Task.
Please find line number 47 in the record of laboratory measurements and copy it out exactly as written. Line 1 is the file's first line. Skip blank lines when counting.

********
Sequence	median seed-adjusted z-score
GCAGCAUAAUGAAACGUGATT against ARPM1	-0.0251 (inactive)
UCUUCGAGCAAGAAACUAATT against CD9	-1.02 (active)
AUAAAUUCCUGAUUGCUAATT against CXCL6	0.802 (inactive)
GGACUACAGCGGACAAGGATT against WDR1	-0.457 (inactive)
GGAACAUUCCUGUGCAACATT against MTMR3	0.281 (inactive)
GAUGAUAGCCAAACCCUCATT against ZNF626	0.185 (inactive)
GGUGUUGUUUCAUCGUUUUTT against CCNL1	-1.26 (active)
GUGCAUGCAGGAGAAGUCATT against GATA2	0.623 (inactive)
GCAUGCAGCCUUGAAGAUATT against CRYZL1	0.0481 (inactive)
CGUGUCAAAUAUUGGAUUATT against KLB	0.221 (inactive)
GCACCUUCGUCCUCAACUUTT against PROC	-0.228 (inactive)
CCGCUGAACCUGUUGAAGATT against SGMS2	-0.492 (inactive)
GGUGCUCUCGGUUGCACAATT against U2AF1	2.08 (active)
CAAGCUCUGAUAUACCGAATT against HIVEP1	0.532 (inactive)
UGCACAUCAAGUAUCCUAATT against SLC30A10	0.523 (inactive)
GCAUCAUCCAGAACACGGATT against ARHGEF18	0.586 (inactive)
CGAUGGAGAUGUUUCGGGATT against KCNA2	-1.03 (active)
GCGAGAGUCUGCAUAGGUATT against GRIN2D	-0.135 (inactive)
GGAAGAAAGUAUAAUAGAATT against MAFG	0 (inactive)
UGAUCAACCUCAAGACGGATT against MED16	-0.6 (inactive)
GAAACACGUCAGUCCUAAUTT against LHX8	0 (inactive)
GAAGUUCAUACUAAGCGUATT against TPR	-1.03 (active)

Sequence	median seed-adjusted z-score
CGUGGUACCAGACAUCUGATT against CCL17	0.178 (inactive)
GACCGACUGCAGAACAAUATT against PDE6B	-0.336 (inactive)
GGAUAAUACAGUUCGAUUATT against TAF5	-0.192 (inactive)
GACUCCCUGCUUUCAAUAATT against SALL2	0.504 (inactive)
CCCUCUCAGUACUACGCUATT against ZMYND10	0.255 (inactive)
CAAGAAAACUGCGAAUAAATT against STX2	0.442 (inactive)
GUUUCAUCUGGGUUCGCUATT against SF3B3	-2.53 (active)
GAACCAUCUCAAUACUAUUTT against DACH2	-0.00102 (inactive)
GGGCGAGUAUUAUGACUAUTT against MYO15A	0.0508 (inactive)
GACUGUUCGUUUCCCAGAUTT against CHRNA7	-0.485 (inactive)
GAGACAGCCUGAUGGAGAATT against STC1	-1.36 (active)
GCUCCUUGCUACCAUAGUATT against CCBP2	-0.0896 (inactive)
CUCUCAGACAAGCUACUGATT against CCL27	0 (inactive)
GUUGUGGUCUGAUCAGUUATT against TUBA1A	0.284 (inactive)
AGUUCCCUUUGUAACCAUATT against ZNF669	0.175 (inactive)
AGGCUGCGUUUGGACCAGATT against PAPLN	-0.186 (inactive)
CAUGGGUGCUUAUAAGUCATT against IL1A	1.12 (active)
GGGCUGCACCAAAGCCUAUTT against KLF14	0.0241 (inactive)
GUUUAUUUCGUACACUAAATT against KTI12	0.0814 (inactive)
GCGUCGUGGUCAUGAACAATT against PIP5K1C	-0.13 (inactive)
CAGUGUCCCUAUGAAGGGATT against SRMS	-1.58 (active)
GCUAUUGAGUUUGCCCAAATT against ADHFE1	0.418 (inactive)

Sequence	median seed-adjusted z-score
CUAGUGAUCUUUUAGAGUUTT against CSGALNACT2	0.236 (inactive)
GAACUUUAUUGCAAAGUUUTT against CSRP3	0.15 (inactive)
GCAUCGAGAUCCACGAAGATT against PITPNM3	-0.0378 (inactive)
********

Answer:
Sequence	median seed-adjusted z-score